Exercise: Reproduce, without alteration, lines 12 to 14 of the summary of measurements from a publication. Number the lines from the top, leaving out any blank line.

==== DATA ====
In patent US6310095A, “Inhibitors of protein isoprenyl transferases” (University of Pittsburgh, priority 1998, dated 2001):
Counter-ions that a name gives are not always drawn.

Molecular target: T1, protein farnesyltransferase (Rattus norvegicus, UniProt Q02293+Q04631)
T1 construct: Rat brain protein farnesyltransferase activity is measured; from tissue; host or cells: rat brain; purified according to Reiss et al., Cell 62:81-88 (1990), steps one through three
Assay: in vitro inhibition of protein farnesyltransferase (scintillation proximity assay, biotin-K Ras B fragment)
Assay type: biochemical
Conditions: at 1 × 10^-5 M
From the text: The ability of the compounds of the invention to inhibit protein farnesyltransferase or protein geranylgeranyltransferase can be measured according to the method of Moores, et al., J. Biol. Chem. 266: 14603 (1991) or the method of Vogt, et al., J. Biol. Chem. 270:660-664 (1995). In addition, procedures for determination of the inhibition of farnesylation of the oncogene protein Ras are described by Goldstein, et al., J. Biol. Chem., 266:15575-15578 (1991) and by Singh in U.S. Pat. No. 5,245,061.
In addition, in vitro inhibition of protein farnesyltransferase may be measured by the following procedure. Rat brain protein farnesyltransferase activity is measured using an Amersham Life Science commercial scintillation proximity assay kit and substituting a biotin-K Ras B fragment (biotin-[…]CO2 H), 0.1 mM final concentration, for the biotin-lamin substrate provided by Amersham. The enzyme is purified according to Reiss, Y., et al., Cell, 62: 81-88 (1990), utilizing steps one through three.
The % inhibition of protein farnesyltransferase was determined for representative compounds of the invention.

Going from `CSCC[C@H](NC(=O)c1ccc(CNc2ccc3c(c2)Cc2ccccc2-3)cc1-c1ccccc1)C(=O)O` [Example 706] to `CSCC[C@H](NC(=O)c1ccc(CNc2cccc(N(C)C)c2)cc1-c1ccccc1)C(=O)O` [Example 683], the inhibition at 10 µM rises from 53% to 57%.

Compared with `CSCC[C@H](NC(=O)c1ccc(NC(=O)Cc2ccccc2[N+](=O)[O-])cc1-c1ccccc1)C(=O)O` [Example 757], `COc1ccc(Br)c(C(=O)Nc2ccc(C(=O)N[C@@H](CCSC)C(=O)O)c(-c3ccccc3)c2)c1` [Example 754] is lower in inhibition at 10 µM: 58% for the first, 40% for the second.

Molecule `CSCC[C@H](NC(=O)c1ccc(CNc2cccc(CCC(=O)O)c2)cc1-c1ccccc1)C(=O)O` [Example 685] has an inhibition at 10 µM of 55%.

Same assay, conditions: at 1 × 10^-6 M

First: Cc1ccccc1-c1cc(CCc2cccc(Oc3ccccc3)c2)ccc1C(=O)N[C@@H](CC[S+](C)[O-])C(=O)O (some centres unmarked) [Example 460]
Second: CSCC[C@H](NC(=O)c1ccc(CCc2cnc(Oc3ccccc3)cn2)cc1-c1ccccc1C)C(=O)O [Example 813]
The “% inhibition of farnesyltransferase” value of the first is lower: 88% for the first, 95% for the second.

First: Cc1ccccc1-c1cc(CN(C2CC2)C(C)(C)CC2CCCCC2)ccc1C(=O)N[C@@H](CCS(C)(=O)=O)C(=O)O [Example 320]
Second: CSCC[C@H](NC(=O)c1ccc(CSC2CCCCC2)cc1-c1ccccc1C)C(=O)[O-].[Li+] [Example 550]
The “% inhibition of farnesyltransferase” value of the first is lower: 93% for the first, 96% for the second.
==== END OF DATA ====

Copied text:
Compared with `CSCC[C@H](NC(=O)c1ccc(NC(=O)Cc2ccccc2[N+](=O)[O-])cc1-c1ccccc1)C(=O)O` [Example 757], `COc1ccc(Br)c(C(=O)Nc2ccc(C(=O)N[C@@H](CCSC)C(=O)O)c(-c3ccccc3)c2)c1` [Example 754] is lower in inhibition at 10 µM: 58% for the first, 40% for the second.

Molecule `CSCC[C@H](NC(=O)c1ccc(CNc2cccc(CCC(=O)O)c2)cc1-c1ccccc1)C(=O)O` [Example 685] has an inhibition at 10 µM of 55%.

Same assay, conditions: at 1 × 10^-6 M